Photo By Siana Hristova/The ChronicleRide-sharing services like Uber and Lyft are growing in popularity across the country, as people use the apps to line up rides.SAN ANTONIO — San Antonio City Council members have been put on notice — if they don’t wholly repeal, or significantly relax regulations for transportation-network companies, Uber will shut down operations here on March 1.
Chris Nakutis, Uber’s general manager for Texas, wrote a letter Wednesday to Council woman Rebecca Viagran, chairwoman of the council’s Public Safety Committee, informing her and the entire council that the technology firm has comprehensively reviewed San Antonio’s ordinance and cannot work within it.
“We have spent the past month examining how these pending regulations will impact our ability to do business in San Antonio when they are implemented on March 1. After much consideration, it is clear that these regulations will cripple Uber’s ability to serve drivers and riders in San Antonio,” Nakutis wrote. “A vote in support of these regulations was a vote against ride-sharing, and if the rules remain unchanged, Uber will have no choice but to leave San Antonio.”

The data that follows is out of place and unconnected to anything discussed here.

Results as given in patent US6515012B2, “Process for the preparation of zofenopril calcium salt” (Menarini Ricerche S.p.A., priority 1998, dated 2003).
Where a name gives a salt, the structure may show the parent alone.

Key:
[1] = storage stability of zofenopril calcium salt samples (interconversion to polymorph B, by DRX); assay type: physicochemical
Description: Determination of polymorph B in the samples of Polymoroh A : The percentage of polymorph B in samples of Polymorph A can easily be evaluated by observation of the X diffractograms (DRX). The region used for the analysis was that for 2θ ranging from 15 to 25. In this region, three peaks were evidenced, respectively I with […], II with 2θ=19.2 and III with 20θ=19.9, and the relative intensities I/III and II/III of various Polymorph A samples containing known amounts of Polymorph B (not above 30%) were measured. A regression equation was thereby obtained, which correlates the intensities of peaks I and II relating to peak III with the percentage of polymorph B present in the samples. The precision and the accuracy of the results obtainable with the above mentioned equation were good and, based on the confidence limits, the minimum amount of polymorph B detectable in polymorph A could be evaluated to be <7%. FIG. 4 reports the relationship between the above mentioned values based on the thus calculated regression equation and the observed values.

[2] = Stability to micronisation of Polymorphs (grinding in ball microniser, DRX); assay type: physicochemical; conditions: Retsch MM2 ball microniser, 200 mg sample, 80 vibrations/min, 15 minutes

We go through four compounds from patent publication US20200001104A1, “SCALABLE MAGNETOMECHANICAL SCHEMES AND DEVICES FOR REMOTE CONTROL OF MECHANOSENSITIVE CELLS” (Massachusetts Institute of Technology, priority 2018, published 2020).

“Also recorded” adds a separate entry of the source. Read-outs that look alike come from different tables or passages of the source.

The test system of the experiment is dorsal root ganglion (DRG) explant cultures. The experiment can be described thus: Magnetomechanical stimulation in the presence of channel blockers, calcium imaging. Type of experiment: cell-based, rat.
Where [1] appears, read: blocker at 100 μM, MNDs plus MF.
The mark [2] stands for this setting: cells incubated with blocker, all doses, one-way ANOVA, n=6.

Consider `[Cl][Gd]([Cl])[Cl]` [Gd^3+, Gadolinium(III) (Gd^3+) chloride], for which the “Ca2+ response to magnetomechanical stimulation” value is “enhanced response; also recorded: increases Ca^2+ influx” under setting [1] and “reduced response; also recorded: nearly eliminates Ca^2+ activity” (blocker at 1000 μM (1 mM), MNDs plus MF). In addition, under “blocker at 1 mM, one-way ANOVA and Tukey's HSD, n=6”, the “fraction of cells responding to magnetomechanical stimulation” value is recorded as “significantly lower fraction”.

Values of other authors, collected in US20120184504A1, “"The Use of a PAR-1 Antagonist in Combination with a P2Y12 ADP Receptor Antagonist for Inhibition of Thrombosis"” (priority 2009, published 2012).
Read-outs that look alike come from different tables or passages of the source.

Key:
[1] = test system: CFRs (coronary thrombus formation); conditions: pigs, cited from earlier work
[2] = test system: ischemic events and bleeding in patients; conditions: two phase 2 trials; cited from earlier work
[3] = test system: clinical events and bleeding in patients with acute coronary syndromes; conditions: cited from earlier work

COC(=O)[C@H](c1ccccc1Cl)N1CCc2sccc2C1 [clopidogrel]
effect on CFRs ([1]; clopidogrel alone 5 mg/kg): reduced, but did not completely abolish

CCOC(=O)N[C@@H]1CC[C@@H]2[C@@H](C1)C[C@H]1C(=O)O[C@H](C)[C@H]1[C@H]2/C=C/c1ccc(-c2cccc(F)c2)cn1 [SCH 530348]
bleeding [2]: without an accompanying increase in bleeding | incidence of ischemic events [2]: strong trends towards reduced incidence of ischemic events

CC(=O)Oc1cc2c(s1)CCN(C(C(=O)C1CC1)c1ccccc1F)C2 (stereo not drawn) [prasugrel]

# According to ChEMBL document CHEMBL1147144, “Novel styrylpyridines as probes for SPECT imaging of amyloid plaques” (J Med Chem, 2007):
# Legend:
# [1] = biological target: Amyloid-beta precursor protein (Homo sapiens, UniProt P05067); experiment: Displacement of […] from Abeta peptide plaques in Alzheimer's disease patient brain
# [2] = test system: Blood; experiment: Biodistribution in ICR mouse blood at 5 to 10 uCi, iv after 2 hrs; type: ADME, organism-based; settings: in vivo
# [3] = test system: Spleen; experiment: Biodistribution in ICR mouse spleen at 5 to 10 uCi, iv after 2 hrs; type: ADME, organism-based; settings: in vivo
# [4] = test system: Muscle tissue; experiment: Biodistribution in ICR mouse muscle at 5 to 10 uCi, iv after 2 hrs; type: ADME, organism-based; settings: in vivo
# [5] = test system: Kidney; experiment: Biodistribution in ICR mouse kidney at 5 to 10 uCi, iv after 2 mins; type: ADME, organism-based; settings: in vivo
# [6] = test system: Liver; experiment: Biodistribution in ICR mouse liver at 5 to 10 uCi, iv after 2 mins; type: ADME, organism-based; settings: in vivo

Neither Viagran nor Mayor Ivy Taylor immediately returned calls seeking comment.
The council adopted an ordinance in December that is set to take effect March 1. Critics have deemed it far too restrictive and innovation-stifling, while some council members who oppose the regulations have said those rules are significant obstacles to new competition in the marketplace masquerading as public-safety protections.
Nakutis said San Antonio’s ordinance is “anti-innovation” and “one of the worst (ordinances) in the nation.” The requirements for drivers, the need to share certain data with the city and over-burdensome insurance requirements are major issues that would need to be completely overhauled, he said.
“I’ve heard the City Council say they welcome ride-sharing and innovation, but this ordinance says the opposite,” he said.
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